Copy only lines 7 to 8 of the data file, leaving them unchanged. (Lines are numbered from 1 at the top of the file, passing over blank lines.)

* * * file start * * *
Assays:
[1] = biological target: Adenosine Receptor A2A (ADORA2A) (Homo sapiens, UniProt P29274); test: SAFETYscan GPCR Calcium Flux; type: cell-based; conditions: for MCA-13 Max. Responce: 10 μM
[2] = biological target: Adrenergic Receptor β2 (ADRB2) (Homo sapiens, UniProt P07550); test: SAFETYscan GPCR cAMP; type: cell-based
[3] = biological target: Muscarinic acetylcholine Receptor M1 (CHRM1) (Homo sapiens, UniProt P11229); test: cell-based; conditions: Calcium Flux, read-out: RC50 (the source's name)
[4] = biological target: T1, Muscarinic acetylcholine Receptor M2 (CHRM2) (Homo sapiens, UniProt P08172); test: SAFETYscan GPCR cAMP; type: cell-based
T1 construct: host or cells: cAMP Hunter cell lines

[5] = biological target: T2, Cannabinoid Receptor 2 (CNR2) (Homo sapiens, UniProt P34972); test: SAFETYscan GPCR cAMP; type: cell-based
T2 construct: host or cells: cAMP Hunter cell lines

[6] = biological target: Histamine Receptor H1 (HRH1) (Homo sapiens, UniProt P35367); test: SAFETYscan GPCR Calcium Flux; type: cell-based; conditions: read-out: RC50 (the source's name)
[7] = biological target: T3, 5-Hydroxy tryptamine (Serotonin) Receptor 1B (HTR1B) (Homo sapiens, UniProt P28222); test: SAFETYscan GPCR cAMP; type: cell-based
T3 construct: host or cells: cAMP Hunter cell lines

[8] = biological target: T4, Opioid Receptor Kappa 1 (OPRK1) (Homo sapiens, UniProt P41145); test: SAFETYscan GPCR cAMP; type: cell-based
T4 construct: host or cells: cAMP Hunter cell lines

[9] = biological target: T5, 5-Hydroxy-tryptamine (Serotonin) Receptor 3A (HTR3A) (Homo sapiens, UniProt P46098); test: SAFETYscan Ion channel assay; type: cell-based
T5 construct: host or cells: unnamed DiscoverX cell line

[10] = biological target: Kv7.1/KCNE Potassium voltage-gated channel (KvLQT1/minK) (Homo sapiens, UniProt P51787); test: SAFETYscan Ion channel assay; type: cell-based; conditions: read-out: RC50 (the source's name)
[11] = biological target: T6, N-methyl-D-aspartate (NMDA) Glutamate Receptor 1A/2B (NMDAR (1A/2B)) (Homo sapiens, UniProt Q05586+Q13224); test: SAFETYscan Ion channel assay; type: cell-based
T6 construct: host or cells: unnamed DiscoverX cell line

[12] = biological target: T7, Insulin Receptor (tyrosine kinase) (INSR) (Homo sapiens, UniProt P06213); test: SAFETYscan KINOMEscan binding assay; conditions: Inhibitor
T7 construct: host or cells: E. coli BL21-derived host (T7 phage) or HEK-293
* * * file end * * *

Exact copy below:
[5] = biological target: T2, Cannabinoid Receptor 2 (CNR2) (Homo sapiens, UniProt P34972); test: SAFETYscan GPCR cAMP; type: cell-based
T2 construct: host or cells: cAMP Hunter cell lines